I have been running a hedge fund for almost seven years now and prior ran derivative trading at several wall-street firms. My fund trades derivative instruments with our $1.5 billion in capital.

In addressing your first assertion, that hedge funds make their money on positive carry, I would say that you are partially right. There are most likely many hedge funds borrowing low and lending high in “safe” investments, but the key word is “safe”. There are many likely scenarios where these safe investments would turn toxic quickly. It is not only hedge funds that are speculating in this way; you can say the same thing of Goldman Sachs and JP Morgan.

I disagree for the most part on your thoughts of where this cheap money is coming from: It is not coming from a high savings rate from Asian investors but from the creation of credit by all central banks.

The Federal Reserve creates credit through its open market operations like REPOS and coupon passes. If the Fed wants to inject liquidity (credit) into the system, they simply call up large broker dealers and buy some of their bonds with credit they create out of thin air (this expands their balance sheet). The dealer then passes this credit on to “the market” by making loans to mortgage companies or margin accounts or whatever. Because each layer of lender is only required to keep marginal capital on hand, a $1 billion REPO done by the Fed eventually creates as much as $100 billion in new credit to the consumer.

That credit creates the liquidity for additional consumption in the U.S., but these days we are buying our stuff from China (other countries too but we will just say China to make it easy). When a Chinese company receives dollars in trade, this normally would drive up U.S. interest rates: the company goes to the central bank of China to exchange Yuan for dollars; the central bank of China would normally sell those dollars into the currency market for Yuan thus driving up U.S. interest rates. But in our world of today these dollars are being sterilized: the central bank of China prints the Yuan to give to the company and takes the dollars and buys U.S. securities.

It is not the excess savings of Chinese investors that are buying U.S. securities. It is central banks creating credit themselves to buy those securities. The tick data that measure foreign inflows of money does not distinguish between private investors and central banks going through brokers to buy U.S. securities. We believe that as much as 90% of foreign money buying U.S. securities (not just Treasury bonds, but corporate bonds, mortgages, and yes, stocks) is not private investment, but central banks.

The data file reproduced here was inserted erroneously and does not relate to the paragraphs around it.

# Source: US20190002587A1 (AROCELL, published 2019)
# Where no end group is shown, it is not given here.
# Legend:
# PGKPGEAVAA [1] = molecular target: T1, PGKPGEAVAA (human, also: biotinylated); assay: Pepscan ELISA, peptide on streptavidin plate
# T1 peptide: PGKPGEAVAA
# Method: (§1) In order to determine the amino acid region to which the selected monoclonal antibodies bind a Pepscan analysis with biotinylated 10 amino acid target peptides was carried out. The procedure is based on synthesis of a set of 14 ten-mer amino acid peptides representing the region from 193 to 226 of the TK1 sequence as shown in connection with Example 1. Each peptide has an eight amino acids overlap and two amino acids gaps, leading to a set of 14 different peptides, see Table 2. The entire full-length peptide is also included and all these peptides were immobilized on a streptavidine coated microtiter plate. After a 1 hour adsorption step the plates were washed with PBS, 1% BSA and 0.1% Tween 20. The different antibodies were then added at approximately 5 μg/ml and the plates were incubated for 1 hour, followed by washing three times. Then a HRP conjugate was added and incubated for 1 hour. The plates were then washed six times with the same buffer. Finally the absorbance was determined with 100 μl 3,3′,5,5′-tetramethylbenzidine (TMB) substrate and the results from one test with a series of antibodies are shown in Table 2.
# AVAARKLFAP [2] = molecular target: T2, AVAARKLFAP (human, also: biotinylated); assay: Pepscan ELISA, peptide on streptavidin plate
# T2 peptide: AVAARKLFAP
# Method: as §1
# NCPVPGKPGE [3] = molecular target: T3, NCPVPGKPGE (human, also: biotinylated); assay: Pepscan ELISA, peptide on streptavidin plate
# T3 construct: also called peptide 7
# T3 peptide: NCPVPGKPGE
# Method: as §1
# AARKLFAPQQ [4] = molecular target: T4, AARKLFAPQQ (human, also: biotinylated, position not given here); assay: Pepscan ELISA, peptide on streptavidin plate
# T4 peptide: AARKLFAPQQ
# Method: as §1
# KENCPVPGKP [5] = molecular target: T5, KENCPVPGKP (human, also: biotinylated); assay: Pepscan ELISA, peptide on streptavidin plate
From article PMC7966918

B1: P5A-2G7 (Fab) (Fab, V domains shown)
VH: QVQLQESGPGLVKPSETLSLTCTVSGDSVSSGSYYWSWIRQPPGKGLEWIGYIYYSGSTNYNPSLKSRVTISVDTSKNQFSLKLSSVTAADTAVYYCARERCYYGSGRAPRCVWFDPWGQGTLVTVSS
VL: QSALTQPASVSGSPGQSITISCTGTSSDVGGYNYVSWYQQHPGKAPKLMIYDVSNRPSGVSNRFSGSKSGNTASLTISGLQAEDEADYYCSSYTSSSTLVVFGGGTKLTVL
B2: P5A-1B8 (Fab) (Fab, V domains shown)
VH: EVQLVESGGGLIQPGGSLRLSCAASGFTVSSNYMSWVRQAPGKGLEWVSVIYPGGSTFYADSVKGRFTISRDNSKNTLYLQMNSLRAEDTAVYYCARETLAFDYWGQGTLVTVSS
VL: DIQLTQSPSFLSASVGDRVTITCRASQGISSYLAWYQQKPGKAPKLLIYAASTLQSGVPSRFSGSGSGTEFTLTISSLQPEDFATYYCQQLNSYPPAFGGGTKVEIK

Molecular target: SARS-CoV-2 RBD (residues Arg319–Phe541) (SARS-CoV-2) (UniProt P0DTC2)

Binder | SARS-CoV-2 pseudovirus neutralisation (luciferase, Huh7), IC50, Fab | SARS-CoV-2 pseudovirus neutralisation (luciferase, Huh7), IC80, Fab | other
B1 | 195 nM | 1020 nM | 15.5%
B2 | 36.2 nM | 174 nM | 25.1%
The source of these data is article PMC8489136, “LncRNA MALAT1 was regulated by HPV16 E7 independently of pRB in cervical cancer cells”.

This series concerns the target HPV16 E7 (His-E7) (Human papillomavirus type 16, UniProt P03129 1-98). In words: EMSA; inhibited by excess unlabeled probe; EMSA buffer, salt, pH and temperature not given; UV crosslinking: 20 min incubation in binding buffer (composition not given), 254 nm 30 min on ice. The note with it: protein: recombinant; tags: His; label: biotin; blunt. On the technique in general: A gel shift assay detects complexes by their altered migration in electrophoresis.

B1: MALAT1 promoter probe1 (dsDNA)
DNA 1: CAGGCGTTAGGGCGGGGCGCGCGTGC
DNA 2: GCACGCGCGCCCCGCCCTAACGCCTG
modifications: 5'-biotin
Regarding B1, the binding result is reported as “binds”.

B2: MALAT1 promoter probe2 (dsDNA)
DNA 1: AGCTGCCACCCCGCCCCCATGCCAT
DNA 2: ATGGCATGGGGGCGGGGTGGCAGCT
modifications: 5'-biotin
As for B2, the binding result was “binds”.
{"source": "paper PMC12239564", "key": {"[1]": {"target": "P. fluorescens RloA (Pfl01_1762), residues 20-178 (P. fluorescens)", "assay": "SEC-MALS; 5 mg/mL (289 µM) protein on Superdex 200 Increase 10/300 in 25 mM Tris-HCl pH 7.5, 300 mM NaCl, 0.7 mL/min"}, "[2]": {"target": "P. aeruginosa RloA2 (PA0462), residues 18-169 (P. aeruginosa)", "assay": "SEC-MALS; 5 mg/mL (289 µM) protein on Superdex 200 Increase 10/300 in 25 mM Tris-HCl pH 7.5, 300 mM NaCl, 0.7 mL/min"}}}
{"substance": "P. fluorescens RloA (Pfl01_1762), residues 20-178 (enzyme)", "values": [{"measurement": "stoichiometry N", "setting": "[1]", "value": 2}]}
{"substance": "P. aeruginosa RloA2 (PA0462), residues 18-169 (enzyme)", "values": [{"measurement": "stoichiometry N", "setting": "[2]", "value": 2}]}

In order for other central banks like China’s to print the Yuan necessary, they too must create credit. Public debt in Asian countries is expanding as a result and creating worries: this is why Thailand came out essentially raising margin requirements to reduce speculation that is occurring as a result. Notice how they were quickly slapped down by their trading partners who do not want to rock the boat at this time.

This situation is very unstable in the long run. The Federal Reserves’ balance sheet this year alone has expanded by $30 billion in this way and created $3.5 trillion of new credit in the U.S. Public debt around the world is growing exponentially and total debt in the U.S. now stands at nearly 3.6 times GDP (1929 was 2.8 times).

My hedge fund’s position is the opposite of the carry trade you mention. There is coming (timing is unclear where it may be tomorrow or may be years away) a massive correction in debt and derivatives whose magnitude is only growing with time.

I invite you to visit and spend a few hours with me to discuss in depth hedge funds, their role and growth, and specific positioning and risk control we employ.

Best Regards,
John Succo

Key Points

  • There is not really a savings glut in China.
  • What people mistake for a savings glut is in reality a process in which the Chinese Central Bank prints Renminbi in exchange for US dollars and then has to figure out what to do with those excess dollars.
  • In the long run the situation is very unstable.
  • There is nothing “safe” about the massive carry trades in play.
  • Public debt around the world is growing exponentially and total debt in the U.S. now stands at nearly 3.6 times GDP (1929 was 2.8 times).
  • A massive correction in debt and derivatives whose magnitude keeps on growing with time is coming. Timing the event is difficult to predict.

A tip of the hat and thanks to both Professor Succo and Minyanville for exposing the myth of the global savings glut in a simple, easy to understand manner.

Mike Shedlock / Mish/